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BENHAM, Chief Justice.
Murder. Spalding Superior Court. Before Judge English.
This appeal is from Clinton Napoleon Furlow's convictions for murder, aggravated sexual battery, armed robbery, kidnapping with bodily injury, and five counts of kidnapping. 1 The evidence at trial showed that Furlow, some days after losing his job, sought and found a handgun, obtained a bandanna and a ski-mask, and solicited several persons to join him in a robbery. He pointed out as a target for robbery the Community Action Service Center, which was the scene of the crimes involved here. He was seen near the Community Action Service Center on the day of the crimes, dressed all in black. Just before 8:00 a.m. on the day of the crimes, a female worker at the Center was accosted by a man wearing black who was armed and was wearing a red bandanna over his face. He forced her into a back room, where another female worker was lying on the floor. After taking money from the second woman, he forced them to the floor, put his hand in one employee's pants and touched her genitals, then removed her pants and continued to touch her sexually, causing her pain and inflicting an injury to her vagina. As four other women entered the Center, he forced them into a back room. Two of those victims noticed the assailant's distinctive eyes and testified at trial that Furlow's eyes were like them, one describing the man's eyes as "weird" and "unusual." The assailant demanded money, then walked over to the woman he had fondled, said she had seen his face, and shot her in the back of the head. He then left the Center and escaped. Furlow later told a friend he had shot a woman because she saw his face.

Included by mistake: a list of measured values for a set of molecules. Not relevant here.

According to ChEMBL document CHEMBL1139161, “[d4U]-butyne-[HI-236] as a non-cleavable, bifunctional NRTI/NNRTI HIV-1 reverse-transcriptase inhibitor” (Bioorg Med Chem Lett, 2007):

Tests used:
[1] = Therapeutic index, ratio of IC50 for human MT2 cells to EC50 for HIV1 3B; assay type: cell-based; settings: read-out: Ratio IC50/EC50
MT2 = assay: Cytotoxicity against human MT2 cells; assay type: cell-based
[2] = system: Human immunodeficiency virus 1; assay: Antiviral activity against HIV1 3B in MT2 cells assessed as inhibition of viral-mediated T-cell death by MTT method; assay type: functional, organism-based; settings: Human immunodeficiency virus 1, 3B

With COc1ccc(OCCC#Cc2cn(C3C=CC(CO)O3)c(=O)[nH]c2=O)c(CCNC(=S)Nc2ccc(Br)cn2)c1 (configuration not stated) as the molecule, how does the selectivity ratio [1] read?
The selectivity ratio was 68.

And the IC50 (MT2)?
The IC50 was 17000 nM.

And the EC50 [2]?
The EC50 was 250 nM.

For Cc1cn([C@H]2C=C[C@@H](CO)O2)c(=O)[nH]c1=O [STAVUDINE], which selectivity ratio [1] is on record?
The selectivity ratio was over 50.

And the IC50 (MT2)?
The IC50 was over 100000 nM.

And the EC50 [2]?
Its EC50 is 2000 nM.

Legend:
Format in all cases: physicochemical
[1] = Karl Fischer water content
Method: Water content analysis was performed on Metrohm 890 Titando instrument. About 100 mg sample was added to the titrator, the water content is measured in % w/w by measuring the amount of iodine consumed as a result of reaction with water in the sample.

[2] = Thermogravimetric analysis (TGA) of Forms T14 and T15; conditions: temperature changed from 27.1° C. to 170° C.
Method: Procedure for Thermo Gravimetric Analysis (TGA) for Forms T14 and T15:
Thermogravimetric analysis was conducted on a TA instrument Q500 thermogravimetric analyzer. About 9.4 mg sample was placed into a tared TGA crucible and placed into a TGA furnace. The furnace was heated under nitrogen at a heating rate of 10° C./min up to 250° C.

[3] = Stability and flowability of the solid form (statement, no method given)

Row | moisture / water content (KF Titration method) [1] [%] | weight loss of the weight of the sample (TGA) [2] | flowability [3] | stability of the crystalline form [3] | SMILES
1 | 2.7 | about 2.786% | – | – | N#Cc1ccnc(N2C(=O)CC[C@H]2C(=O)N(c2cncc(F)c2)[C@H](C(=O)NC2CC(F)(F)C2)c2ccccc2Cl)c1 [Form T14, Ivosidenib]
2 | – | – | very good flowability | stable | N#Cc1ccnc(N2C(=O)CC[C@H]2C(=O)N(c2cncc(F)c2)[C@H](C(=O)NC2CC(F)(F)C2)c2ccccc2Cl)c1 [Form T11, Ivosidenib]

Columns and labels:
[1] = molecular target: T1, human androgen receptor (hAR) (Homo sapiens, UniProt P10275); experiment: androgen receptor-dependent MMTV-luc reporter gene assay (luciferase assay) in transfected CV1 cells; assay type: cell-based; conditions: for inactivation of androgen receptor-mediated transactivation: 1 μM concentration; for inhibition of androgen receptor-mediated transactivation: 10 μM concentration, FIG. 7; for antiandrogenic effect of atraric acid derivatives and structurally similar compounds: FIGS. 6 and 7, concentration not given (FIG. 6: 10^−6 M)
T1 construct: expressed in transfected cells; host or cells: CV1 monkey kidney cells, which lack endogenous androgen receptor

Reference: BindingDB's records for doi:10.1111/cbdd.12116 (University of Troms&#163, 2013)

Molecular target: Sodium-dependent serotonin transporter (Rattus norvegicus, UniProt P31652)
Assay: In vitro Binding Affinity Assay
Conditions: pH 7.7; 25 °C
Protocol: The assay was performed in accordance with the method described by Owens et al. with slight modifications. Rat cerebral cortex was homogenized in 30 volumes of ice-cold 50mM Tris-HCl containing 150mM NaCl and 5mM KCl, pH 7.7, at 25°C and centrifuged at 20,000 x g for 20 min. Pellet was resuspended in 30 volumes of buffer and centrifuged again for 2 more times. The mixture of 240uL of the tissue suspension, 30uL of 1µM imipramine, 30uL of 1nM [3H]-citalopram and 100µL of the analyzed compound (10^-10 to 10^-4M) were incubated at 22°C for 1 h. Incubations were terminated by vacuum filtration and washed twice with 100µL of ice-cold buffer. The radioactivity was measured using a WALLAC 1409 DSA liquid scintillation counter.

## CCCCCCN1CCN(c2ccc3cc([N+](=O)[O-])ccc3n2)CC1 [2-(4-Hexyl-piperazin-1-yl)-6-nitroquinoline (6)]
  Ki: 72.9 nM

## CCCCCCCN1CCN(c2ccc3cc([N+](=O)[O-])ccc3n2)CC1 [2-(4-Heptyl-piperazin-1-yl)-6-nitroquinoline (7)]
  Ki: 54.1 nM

1. The evidence at trial, though circumstantial, was sufficient to establish as fact the events set out above, to exclude every reasonable hypothesis save that of guilt, and to authorize a rational trier of fact to find Furlow guilty beyond a reasonable doubt of the offenses for which he was convicted. Jackson v. Virginia, 443 U. S. 307 (99 SC 2781, 61 LE2d 560) (1979); Brinson v. State, 272 Ga. 345 (1) (529 SE2d 129) (2000); Gulley v. State, 271 Ga. 337 (519 SE2d 655) (1999); Martin v. State, 271 Ga. 301 (518 SE2d 898) (1999); Mincey v. State, 237 Ga. App. 463 (515 SE2d 433) (1999); Ouzts v. State, 216 Ga. App. 194 (453 SE2d 801) (1995).
2. Furlow complains in a second enumeration of error that the trial court erred in permitting improper identification testimony and an "evidentiary view" of Furlow's eyes. As to the testimony complained of, Furlow made no objection at trial and has, therefore, waived objection on appeal. Rhodes v. State, 271 Ga. 481 (2) (521 SE2d 579) (1999). As to the other issue, we find no error for the reasons that follow.